Nuclear Friday: Spies Save Lives

1983 was a high point in Cold War tensions. The Soviet Union was turning the tide in Afghanistan with new weapons and tactics after having been fought to a stalemate in 1980. I remember 1983. I was a teen with an interest in nuclear weapons and strategy and by that time had made a good study of the subject. As I explained earlier in my very first Nuclear Friday post, my studies were a way to cope with my anxieties. This research calmed me, and I tried to calm others. But the events of late 1983 scared me. They scared all of us.

I came across a 2008 BBC4 documentary, 1983: The Brink of Apocalypse, a few months ago. I think it pretty well captures how things felt in 1983. But it also tells the story of how close the world came to nuclear war in 1983. This information leaked slowly out of Russia from 2005-2007. I think this documentary sums it up fairly well:

This video is well worth watching. Youtube may block it the UK. If you are in the UK you can watch it on the BBC4 website in higher definition. At least that’s what I think is the case. The BBC won’t let Americans stream it. There’s also a bootleg version of the US edit with an  American narrator and slightly different content. I would have posted the US edit as the main video, but whoever posted it edited out the commercials badly, and like all US cable, it has “as you know” summaries after the breaks. It gets tedious toward the end.

One advantage of the US edit is that it has a longer intro that covers Samantha Smith’s visit to the Soviet Union. Samantha was a ten year old girl who wrote a letter to newly appointed Premier Yuri Andropov. She visited the USSR to a hero’s welcome, but never saw Andropov. She spoke to him on a telephone in a television studio. Andropov was talking to her from his death bed.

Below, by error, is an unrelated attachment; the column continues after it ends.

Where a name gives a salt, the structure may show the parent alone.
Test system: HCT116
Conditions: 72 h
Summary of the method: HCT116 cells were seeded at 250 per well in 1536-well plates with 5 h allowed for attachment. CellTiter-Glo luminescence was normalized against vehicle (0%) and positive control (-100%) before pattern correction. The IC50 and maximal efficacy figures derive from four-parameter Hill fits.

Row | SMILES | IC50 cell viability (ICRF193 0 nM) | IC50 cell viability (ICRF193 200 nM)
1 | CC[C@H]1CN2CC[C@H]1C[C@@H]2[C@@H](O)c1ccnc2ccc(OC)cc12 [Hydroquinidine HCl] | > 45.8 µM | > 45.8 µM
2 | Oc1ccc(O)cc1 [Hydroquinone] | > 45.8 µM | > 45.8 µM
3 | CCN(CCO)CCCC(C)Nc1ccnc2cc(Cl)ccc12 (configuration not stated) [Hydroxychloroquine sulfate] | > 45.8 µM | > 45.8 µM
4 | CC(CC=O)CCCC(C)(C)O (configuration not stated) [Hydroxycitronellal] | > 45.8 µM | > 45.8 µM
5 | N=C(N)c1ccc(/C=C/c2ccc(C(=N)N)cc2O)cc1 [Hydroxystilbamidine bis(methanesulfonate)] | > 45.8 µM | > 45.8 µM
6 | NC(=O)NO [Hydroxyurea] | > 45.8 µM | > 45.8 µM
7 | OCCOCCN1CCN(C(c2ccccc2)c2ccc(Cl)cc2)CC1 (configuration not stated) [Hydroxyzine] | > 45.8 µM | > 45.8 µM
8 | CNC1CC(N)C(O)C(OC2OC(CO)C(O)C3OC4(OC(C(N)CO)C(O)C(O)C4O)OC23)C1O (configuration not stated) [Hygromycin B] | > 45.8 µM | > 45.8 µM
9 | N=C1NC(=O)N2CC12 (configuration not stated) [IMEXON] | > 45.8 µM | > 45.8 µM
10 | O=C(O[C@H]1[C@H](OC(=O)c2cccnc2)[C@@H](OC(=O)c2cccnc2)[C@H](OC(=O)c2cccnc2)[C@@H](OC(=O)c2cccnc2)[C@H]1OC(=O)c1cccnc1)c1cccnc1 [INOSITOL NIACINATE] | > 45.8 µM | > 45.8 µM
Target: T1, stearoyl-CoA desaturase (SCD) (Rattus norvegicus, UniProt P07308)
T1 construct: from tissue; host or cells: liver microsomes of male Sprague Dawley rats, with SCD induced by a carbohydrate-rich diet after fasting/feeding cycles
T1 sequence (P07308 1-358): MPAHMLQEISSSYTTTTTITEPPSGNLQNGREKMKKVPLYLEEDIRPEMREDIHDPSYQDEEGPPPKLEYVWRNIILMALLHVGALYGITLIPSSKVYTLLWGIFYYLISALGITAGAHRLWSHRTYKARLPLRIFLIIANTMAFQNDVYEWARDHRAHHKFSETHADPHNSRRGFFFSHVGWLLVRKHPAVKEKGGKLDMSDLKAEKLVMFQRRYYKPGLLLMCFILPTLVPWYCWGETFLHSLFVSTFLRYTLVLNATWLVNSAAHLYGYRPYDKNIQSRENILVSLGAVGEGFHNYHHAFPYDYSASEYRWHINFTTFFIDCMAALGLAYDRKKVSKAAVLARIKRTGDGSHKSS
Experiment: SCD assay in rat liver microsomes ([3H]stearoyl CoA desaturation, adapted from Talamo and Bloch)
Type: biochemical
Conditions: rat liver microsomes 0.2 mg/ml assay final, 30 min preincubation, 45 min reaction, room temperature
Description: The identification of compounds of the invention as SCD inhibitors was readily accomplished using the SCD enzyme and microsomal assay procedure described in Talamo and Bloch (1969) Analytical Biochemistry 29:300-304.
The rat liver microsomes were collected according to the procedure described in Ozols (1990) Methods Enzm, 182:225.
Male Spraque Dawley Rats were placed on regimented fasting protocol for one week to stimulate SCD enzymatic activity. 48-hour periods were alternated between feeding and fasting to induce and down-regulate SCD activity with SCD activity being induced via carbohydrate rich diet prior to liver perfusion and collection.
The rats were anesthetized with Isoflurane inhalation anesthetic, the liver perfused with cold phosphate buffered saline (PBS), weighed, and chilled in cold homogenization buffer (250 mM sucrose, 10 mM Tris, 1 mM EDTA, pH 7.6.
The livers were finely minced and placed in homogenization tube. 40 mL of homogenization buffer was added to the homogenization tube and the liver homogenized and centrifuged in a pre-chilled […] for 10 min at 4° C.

This matters. In 1983 the Soviet Union was essentially leaderless and falling apart. That’s dangerous, and in 1983 it was more dangerous than we ever knew.

I won’t make as many comments as I usually do on videos I post, but I have to say the eighties Reagan arms buildup was pretty much a continuation of the Jimmy Carter/ Harold Brown plan. SALT II allowed for all these new deployments. The US was able to sneak in Trident I and a new class of submarines. The Soviets got their SS-20’s.

Back in the early eighties I saw lots of graphics to scare the public away from SALT II. They had diagrams of how much missile throw weight the Soviets compared to the US. Well, we should care when US missiles have very good counterforce.

Likewise all those old graphics lumped all tactical weapons together. As I mentioned last week, some of those weapons were B-43’s with a one megaton maximum yield and by the early 80’s, the much lighter B-61 was available. Short range delivery meant something very different for the US and USSR.

Overall, I think this is a pretty good video. It makes the case that spies save lives. There are many former spies interviewed in this video, but I think Reiner Rupp was the unsung hero of 1983.

Agent Topaz might have prevented all out nuclear war in 1983.

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